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Search DNS Manager for an entry (Windows 2003 SBS)

Posted on 2009-07-06
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I have an entry of ip 10.0.1.28 which is an outdated entry that previously lead to the main WIndows 2003 server. The ip still shows up and gives an error on reverse lookup check. My understanding is this entry is within DNS Manager somwhere (WIndows 2003 SBS) yet after browsing all the folders and sub folders I just cant find. Is there a tool or a script that will let me search DNS entries for a specific entry. I wasnt able that find that option.
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Question by:Anti-Mhz
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by:EndureKona
ID: 24787468
Have you cleared the DNS cache on both Server and workstation?

Other idea is that there is a host file that has this DNS setup...check:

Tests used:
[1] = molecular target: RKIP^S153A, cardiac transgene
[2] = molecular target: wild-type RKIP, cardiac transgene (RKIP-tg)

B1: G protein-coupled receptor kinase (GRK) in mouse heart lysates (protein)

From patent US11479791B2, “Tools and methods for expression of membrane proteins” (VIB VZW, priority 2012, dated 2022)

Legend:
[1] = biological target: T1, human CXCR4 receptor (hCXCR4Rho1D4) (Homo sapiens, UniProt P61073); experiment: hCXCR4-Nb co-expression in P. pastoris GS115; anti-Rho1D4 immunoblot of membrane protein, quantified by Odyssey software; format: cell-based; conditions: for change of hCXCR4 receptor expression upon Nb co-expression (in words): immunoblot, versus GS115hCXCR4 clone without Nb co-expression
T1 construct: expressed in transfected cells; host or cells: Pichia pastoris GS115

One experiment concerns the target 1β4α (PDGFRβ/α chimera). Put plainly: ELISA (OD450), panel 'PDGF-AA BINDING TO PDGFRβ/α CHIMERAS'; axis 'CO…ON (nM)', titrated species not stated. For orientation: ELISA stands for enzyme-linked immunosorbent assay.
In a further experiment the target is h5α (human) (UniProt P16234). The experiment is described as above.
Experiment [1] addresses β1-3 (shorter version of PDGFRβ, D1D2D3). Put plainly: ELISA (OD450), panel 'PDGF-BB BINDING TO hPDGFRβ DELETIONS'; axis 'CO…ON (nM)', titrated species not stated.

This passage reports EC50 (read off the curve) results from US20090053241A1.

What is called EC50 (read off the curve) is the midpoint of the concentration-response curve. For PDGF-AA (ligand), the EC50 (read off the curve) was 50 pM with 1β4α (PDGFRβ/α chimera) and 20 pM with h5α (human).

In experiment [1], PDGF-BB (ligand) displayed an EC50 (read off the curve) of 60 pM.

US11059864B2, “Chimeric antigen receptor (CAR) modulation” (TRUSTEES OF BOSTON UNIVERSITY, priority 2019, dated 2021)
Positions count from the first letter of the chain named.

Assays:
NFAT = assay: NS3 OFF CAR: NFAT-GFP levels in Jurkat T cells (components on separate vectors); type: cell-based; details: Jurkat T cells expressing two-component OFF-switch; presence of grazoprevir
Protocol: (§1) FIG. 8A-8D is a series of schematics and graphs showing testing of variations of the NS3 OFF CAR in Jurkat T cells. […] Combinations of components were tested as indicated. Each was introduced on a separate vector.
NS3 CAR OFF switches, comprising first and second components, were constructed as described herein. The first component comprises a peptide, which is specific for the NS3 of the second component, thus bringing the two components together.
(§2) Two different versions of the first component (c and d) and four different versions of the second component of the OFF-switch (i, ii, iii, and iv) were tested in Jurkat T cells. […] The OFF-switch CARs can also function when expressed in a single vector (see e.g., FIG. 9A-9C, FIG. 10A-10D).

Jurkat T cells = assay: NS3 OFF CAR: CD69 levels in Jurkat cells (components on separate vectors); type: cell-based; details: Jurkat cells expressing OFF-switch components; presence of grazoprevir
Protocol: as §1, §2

C:\Windows\System32\drivers\etc\hosts
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by:EndureKona
ID: 24787480
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by:Anti-Mhz
ID: 24787524
Both Server and workstation had their cache cleared via ipconfig /flushdns as well as "Clear Cache" in DNS manager for the server. The hosts file on the server does not contain an entry for 10.0.1.28
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by:Anti-Mhz
ID: 24787542
thanks. il start going through these
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by:EndureKona
ID: 24787560
On the server if you ping itself does it come back with 10.0.1.28 or is this on the workstations or both?   If on the workstations only check the host file there.   If not the scripts should be able to help you hunt it down.
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by:Anti-Mhz
ID: 24787660
i checked the hosts file on 2 workstations and it doesnt have an try for 10.0.1.28.
 What do you mean by ping itself? cmd> ping localhost or something similar?
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by:EndureKona
ID: 24787672